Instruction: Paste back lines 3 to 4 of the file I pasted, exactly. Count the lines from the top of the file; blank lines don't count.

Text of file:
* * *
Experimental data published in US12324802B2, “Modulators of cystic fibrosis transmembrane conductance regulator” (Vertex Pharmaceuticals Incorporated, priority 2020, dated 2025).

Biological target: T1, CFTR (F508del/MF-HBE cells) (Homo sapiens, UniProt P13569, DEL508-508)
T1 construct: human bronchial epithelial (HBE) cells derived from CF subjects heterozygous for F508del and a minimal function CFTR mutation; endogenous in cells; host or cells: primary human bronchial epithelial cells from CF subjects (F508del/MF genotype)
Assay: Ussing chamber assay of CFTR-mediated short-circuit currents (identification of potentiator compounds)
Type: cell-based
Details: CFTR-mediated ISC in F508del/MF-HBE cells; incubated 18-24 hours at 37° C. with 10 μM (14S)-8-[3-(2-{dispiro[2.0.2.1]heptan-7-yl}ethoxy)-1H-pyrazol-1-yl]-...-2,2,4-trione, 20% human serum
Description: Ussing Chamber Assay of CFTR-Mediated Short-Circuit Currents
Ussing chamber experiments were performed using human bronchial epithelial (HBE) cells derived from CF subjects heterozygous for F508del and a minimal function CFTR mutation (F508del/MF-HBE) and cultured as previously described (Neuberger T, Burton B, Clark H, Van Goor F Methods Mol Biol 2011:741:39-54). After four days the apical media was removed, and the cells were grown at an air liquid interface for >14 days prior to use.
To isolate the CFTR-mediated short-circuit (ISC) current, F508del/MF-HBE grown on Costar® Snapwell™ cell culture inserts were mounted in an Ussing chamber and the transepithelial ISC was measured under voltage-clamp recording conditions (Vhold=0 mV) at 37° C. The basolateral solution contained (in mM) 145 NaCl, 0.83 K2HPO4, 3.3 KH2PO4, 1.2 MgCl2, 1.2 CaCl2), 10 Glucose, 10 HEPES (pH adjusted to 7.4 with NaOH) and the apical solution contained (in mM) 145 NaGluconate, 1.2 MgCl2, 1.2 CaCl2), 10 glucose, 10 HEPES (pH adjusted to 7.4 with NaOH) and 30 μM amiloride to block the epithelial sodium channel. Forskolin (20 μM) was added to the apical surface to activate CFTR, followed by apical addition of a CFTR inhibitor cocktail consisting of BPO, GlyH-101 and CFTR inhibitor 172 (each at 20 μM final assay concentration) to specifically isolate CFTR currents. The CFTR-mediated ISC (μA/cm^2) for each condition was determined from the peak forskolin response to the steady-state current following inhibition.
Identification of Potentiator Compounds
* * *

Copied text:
T1 construct: human bronchial epithelial (HBE) cells derived from CF subjects heterozygous for F508del and a minimal function CFTR mutation; endogenous in cells; host or cells: primary human bronchial epithelial cells from CF subjects (F508del/MF genotype)
Assay: Ussing chamber assay of CFTR-mediated short-circuit currents (identification of potentiator compounds)